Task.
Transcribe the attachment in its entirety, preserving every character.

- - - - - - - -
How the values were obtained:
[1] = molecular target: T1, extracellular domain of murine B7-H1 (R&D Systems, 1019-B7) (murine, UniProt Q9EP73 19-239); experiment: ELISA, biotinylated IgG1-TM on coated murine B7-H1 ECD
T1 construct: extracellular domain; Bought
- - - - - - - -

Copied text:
How the values were obtained:
[1] = molecular target: T1, extracellular domain of murine B7-H1 (R&D Systems, 1019-B7) (murine, UniProt Q9EP73 19-239); experiment: ELISA, biotinylated IgG1-TM on coated murine B7-H1 ECD
T1 construct: extracellular domain; Bought